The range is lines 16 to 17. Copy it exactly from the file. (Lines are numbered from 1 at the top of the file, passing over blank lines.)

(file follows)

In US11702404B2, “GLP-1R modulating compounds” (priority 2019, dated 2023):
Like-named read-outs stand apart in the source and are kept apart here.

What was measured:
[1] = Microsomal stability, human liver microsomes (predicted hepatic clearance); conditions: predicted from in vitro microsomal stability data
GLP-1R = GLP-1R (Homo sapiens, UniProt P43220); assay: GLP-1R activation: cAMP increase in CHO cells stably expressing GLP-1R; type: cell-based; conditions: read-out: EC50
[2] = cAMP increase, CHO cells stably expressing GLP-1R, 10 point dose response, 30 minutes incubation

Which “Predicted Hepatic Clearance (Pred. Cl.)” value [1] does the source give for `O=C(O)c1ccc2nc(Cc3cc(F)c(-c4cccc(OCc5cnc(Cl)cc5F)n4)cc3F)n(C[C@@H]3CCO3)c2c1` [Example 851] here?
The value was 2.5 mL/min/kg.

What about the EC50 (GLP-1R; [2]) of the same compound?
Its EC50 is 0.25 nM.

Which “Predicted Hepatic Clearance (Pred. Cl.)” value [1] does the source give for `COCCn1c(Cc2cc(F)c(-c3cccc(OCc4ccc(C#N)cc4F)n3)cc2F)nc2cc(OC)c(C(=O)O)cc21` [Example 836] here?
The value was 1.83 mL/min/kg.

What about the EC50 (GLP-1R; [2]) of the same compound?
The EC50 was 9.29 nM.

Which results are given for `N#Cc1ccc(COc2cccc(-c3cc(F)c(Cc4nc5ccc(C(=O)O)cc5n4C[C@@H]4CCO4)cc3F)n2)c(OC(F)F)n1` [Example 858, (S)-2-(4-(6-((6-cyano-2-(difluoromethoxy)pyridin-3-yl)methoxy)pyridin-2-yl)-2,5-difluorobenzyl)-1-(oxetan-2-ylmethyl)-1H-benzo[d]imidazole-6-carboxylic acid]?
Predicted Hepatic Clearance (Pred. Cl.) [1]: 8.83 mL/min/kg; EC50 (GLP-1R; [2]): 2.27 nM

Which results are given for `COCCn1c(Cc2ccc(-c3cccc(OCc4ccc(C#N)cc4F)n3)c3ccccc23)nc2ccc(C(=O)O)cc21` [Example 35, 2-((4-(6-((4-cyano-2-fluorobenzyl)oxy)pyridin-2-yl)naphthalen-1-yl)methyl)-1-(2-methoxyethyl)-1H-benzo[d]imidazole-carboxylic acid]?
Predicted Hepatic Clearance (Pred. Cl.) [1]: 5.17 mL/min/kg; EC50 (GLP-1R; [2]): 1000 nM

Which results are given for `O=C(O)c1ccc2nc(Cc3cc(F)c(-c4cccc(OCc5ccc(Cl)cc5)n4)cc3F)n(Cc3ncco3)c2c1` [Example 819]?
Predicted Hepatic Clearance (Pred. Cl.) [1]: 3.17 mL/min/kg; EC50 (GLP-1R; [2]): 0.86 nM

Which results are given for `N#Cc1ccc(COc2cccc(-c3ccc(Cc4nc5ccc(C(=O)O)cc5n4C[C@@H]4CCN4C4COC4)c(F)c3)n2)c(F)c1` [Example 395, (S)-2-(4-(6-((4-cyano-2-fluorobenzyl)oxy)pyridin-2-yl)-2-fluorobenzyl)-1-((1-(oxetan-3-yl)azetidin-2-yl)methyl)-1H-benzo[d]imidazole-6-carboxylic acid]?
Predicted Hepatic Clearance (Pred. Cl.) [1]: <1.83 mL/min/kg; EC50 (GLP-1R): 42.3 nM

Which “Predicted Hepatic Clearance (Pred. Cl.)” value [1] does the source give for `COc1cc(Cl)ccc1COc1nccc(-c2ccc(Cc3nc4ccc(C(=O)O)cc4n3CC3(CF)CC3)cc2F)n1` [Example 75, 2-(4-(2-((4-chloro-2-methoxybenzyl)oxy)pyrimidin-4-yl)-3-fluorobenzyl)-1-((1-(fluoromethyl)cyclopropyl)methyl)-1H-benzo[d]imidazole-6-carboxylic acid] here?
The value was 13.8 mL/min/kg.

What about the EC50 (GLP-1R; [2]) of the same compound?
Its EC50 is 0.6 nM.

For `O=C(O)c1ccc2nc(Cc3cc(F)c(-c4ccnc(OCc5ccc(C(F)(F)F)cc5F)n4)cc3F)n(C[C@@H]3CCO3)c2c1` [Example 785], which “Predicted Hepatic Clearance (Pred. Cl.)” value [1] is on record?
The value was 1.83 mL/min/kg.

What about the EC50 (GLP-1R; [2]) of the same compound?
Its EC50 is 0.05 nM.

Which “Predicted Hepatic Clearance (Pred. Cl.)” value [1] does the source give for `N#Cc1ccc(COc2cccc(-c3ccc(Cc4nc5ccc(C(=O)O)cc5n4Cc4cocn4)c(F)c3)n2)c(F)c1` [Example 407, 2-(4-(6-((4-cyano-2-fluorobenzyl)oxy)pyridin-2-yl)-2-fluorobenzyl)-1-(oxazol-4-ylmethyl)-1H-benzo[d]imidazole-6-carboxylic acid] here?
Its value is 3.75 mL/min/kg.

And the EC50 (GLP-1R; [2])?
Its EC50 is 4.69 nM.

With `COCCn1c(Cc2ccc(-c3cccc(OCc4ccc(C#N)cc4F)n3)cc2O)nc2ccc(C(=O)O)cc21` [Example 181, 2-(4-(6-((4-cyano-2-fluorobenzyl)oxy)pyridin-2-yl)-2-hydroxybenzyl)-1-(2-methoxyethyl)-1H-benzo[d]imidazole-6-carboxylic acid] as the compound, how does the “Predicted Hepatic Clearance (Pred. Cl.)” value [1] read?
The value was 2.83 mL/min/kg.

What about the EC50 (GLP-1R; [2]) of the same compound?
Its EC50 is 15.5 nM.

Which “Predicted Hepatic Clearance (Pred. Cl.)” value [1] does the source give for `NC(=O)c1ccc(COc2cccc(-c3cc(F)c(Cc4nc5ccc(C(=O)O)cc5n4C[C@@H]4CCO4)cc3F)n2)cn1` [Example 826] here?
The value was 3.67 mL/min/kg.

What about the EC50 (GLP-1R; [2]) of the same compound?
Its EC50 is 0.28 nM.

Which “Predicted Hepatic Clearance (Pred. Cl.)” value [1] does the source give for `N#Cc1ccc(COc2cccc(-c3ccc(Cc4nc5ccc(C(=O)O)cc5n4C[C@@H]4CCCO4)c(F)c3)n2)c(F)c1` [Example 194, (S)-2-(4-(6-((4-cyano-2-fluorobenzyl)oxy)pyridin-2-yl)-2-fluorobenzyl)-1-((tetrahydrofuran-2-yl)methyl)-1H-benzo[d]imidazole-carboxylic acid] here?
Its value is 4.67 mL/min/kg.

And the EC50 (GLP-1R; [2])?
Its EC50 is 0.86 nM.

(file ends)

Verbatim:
Predicted Hepatic Clearance (Pred. Cl.) [1]: 8.83 mL/min/kg; EC50 (GLP-1R; [2]): 2.27 nM

Which results are given for `COCCn1c(Cc2ccc(-c3cccc(OCc4ccc(C#N)cc4F)n3)c3ccccc23)nc2ccc(C(=O)O)cc21` [Example 35, 2-((4-(6-((4-cyano-2-fluorobenzyl)oxy)pyridin-2-yl)naphthalen-1-yl)methyl)-1-(2-methoxyethyl)-1H-benzo[d]imidazole-carboxylic acid]?